Beltane – the start of Summer if you’re a Celt – and the beginnings of all sorts of outdoor shenanigans. It may have brought the first rain in weeks – always a bonus if you don’t have to water your seedlings in May – but there are stirrings within me to cross the threshold, get outside, move more and be less reflective and more outgoing than I have been over the Winter and Spring. This move from reflective to outward-looking is an annual event for me. It lasts for six months until the end of October, when I want to batten down the hatches again and stay at home more. Over the years I have learnt to listen to my body and my mind and to accept that this is part of my psychological make-up. It keeps me centred, grounded and content. I don’t fight it anymore. Wisdom and acceptance has been the gift of aging.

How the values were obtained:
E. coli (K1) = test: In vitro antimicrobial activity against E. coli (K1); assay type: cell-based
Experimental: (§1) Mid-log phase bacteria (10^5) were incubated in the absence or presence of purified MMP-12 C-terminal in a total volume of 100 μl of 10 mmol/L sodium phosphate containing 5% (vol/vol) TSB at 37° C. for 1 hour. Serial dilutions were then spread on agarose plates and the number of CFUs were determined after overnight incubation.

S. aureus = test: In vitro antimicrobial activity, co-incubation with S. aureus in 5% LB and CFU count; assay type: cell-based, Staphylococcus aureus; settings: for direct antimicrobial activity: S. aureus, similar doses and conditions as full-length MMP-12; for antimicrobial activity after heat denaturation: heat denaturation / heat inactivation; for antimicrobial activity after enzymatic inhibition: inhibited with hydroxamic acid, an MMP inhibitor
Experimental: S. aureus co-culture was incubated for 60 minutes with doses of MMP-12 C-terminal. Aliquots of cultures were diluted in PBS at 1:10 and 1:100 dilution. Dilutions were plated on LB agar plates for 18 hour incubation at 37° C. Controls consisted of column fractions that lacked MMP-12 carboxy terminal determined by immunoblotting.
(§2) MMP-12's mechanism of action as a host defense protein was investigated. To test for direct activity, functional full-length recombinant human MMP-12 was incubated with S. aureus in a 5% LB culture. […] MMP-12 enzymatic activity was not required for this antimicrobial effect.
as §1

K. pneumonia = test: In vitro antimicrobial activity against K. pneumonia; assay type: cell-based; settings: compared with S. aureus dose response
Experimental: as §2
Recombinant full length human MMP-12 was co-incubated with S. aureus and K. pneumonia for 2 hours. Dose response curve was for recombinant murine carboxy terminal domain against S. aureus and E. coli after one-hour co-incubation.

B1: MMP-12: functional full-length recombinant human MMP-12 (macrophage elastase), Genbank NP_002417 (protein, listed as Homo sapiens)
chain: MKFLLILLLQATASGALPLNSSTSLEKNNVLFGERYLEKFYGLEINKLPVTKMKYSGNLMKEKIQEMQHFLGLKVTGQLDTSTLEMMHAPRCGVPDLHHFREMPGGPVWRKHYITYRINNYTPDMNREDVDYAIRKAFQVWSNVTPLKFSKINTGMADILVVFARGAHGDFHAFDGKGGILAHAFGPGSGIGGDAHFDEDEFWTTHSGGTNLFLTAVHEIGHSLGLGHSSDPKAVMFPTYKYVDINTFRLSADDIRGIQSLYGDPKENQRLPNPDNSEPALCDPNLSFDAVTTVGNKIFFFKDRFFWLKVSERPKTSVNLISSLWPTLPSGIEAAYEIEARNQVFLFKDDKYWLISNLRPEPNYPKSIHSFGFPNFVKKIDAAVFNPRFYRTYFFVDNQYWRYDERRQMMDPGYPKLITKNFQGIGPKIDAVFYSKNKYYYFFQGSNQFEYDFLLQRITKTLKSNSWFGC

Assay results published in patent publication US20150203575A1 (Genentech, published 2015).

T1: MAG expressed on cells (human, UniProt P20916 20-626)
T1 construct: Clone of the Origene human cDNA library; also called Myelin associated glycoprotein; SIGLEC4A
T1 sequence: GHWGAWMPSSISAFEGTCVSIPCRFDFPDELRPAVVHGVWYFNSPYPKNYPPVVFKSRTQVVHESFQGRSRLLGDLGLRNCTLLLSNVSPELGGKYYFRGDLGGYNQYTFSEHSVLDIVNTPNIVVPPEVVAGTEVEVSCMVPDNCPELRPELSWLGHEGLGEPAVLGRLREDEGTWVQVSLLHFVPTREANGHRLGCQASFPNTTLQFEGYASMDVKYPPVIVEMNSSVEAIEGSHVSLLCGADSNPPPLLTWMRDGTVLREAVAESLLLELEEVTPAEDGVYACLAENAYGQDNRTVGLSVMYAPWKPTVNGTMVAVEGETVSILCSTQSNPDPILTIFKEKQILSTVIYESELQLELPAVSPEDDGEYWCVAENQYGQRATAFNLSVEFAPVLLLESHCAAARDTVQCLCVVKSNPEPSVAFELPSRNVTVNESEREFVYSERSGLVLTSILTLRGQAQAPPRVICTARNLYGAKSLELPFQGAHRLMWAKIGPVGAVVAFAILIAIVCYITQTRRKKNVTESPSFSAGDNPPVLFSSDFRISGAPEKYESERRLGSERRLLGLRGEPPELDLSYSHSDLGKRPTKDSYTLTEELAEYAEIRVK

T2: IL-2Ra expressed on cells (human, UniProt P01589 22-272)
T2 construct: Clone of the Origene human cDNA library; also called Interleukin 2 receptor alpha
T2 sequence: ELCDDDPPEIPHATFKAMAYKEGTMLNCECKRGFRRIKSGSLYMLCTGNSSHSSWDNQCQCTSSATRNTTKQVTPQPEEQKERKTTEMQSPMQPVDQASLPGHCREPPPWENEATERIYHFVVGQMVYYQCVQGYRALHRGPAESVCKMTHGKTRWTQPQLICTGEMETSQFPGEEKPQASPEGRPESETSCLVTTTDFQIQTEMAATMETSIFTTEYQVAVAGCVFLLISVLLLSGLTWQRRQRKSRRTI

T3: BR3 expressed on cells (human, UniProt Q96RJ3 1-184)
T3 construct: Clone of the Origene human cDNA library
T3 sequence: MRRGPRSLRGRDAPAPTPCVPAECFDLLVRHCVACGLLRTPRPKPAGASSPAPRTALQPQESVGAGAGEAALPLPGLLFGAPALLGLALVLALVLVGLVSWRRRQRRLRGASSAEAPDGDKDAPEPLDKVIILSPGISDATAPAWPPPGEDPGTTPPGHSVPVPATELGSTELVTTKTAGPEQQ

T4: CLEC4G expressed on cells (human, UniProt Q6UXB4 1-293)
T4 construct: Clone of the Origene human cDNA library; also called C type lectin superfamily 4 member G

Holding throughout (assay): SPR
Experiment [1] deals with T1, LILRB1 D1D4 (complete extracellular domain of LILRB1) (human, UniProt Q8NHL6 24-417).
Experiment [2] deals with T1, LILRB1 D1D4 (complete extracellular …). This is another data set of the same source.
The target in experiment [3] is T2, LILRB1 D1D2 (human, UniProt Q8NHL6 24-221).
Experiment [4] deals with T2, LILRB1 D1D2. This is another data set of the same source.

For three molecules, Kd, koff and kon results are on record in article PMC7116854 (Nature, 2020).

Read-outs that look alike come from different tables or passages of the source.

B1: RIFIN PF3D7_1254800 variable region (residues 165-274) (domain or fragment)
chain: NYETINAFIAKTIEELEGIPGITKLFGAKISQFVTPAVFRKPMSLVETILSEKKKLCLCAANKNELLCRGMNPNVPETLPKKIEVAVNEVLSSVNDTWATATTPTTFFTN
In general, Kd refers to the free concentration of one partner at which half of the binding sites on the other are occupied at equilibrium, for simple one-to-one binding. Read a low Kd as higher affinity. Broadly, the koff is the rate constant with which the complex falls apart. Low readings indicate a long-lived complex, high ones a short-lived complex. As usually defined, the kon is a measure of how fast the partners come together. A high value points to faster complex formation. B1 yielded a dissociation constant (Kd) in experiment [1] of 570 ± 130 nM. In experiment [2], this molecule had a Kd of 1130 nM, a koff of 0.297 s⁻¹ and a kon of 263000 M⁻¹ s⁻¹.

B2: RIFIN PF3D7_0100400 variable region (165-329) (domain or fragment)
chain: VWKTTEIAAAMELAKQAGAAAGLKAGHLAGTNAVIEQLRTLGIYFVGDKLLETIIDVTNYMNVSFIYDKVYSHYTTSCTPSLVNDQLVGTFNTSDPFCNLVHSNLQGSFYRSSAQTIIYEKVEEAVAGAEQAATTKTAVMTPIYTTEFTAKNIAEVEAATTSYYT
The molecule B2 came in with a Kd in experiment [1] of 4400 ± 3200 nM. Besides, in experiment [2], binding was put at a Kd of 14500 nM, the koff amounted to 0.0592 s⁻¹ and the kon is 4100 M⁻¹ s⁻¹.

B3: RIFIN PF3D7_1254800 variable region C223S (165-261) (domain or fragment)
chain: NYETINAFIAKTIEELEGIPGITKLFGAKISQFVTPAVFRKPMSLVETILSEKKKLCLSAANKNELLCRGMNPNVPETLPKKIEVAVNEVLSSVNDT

Yesterday we went for a wander round nearby Iford Manor Gardens to admire their tulips, breathe in their fabulous array of woodland wild garlic and commiserate with them about the wisteria blossom, which had been killed off by the frost. Today I indulged in a bit of retail therapy at Great Chalfield Manor‘s May Day plant fair. The bluebells are out in force in the garden and in the woods around about. We have a new fire basket to sit around on the terrace of an evening over the coming months and I have limited amounts of marking to do this weekend. All’s right with the world.

The Beltane festival is one of the great fire festivals when cleansing bonfires are lit and cattle are prodded out of their comfortable winter lodgings and driven into the freedom and opportunity of summer pasture. I’ll be prodding my year 11 students out of their comfort zone and towards the opportunities of the GCSE exams. Well dressing, Morris dancing, Maypoles, handfasting ceremonies are all traditional May Day pursuits but there are a number of traditional ways to celebrate Beltane at home, of course.